There are three clubs in Spain
that have never been relegated – everyone knows who two of them are, nearly everyone knows the other one. Athletic Bilbao, or Athletic Club as their supporters prefer to be called, have, like Barcelona and Real Madrid
, never been outside of the top flight.
Last season they flirted with relegation but were never in the bottom three, this season they slipped into the dropzone in November – their worst position at that stage of the season for 12 years.
It's no wonder the club are trying to get the old gang back together with Ibai Gomez re-recruited from Alaves this week and Fernando Llorente and Ander Herrera other targets. Would the one time local heroes answer the call and come back to make sure Athletic don't go through the trap door for the first time in their history?
With Llorente, it's complicated. He is not a local hero, he's remembered as a player who forced his way out of the club having run down his contract, therefore not just leaving but leaving the club without the premium of a fat transfer fee.
There are two ways to leave Athletic – you go when someone meets your massive buy-out clause or you wriggle your way free in the way that Llorente is perceived to have done.
Chelsea goalkeeper Kepa Arrizabalaga found himself in a similar position last year. He was close to moving to Real Madrid on a free. The deal never happened and he signed a new contract meaning when he was sold to Chelsea in the summer the coffers swelled at Athletic to the tune of £71million. He can go back whenever he pleases, Llorente is less welcome.
Opinion is split over whether circumstances being as they are the club should not forget the past and allow him to fulfil his desire to return, or whether it would be better to fight on with Aritz Aduriz – 38 next month – leading the line.
Ibai Gomez is definitely welcome. He turned down the chance to join up with a former boss Marcelo Biesla at Leeds, to make the switch. He also walked away from a club lying fourth in the table at the time of his €4m departure.
Athletic sporting director Rafael Alkorta has confirmed this week that they are also interested in Herrera and Bayern Munich's Javi Martinez. The later two signings looks like pipe dreams - it would currently be a big step down for both.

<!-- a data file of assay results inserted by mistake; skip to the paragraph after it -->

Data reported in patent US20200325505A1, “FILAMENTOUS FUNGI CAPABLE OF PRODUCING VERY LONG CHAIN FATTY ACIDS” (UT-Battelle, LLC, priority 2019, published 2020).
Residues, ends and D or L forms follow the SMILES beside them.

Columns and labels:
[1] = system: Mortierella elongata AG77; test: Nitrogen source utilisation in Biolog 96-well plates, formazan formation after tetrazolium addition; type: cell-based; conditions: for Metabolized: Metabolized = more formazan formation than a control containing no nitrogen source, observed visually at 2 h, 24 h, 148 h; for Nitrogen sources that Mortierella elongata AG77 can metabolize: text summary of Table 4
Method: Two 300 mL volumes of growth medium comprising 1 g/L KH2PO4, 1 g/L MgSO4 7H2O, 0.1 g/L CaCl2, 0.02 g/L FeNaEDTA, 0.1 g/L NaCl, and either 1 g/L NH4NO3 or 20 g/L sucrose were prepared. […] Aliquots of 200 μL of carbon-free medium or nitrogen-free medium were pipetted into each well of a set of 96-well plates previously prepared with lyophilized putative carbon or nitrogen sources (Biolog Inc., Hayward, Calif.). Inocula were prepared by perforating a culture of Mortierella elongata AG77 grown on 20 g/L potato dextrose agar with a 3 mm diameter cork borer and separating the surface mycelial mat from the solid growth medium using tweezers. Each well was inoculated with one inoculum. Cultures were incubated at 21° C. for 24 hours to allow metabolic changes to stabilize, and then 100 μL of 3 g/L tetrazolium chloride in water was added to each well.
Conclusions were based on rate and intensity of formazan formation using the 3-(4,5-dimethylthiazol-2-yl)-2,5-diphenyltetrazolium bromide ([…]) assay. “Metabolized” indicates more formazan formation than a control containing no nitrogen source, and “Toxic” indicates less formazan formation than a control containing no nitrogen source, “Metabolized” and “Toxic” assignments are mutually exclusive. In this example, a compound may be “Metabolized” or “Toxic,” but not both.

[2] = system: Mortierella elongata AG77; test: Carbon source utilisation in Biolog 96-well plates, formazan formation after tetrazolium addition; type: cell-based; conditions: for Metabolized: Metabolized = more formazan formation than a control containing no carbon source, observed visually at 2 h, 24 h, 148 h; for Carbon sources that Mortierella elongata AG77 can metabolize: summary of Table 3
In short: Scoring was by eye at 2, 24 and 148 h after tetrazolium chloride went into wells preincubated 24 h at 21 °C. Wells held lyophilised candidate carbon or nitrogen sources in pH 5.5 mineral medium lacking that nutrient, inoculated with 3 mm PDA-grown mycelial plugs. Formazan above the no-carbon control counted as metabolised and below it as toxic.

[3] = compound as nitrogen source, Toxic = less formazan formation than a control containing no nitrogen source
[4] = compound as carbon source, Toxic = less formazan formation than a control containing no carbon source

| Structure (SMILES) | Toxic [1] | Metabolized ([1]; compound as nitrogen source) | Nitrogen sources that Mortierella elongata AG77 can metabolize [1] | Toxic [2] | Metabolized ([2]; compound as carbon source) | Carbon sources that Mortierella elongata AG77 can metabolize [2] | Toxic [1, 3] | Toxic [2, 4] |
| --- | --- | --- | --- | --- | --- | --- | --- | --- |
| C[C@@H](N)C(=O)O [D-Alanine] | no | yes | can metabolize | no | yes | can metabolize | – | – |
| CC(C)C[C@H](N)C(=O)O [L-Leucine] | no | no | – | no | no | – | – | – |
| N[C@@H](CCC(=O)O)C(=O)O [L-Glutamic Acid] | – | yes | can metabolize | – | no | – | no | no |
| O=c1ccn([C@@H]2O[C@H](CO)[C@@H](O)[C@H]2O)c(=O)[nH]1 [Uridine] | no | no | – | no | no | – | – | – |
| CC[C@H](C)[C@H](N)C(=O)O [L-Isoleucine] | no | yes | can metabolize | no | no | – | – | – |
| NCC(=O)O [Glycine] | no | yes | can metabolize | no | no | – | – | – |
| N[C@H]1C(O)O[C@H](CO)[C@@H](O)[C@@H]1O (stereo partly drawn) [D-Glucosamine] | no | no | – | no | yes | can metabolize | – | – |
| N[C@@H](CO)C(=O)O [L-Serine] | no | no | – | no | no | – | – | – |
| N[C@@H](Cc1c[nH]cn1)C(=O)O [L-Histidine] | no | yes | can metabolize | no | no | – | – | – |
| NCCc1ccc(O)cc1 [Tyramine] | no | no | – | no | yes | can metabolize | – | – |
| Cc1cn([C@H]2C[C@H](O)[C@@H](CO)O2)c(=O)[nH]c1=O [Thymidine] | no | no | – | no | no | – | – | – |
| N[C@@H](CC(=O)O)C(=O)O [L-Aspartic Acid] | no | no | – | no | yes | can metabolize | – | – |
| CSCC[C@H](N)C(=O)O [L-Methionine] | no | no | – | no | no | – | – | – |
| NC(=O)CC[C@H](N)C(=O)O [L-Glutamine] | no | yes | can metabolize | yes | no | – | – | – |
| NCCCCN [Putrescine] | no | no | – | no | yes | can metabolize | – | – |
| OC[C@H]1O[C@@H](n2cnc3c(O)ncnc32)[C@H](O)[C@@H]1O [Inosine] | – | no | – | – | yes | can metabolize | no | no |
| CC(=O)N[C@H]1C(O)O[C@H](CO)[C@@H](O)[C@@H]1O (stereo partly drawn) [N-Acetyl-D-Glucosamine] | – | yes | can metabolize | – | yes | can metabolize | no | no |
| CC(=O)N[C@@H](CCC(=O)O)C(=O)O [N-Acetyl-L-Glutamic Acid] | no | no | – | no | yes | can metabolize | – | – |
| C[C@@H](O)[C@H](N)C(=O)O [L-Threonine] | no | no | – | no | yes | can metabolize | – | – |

Some say it would do Athletic good to have a spell outside of the top division but others are not so sure.
Speaking before the turn of the year, when things were even worse, influential Basque journalist Rodri Errasti told Sportsmail
: 'It's fine if you come straight back up but it's not so easy to do that.
'What if they went down and lost their first few games in the second tier. It can be tough to return at the first attempt.'
If Athletic did go down there would be no buying themselves back into the top division. Their rule on only signing players from the Basque region of Spain and France still stands.
The good news for traditionalists is since giving the manager's job to Gaizka Garitano – promoted from B-team coach – they have turned things around with two wins and two draws in the league. Thursday night's first leg cup defeat by Sevilla suggests an early exit but that will not overly bother them.
The squad is not without quality. Forward Iñaki Williams has had Premier League suitors in the past and were he more prolific infront of goal would be in the Spain team.
The 23-year-old defender Yeray Alvarez has successfully overcome testicular cancer and looks like a future Spain centre-back. And Aduriz, for as long as he can make time stand still, is still a reliable source of goals and leadership – his no run-up penalty recently was a nice way for him to thumb his nose at the precarious situation.
With locally famed restaurateur Aitor Elizegi voted in as new president there is now opposition to the Llorente signing from within the club. The previous regime would not have entertained the idea.
Regardless of Llorente's return they will probably stay up but with only six points between the last relegation place and 10th spot any team taking its eye off the ball can slide into trouble.
It's enough to test the nerves of supporters who celebrated winning the league twice in the eighties and have been to three Spanish cup finals this century.
Does it all make them want to rethink the one thing that makes them unique – that rule on Basque on players? No chance. In a recent poll supporters voted unanimously that they would rather go down that become just like every other club in Europe.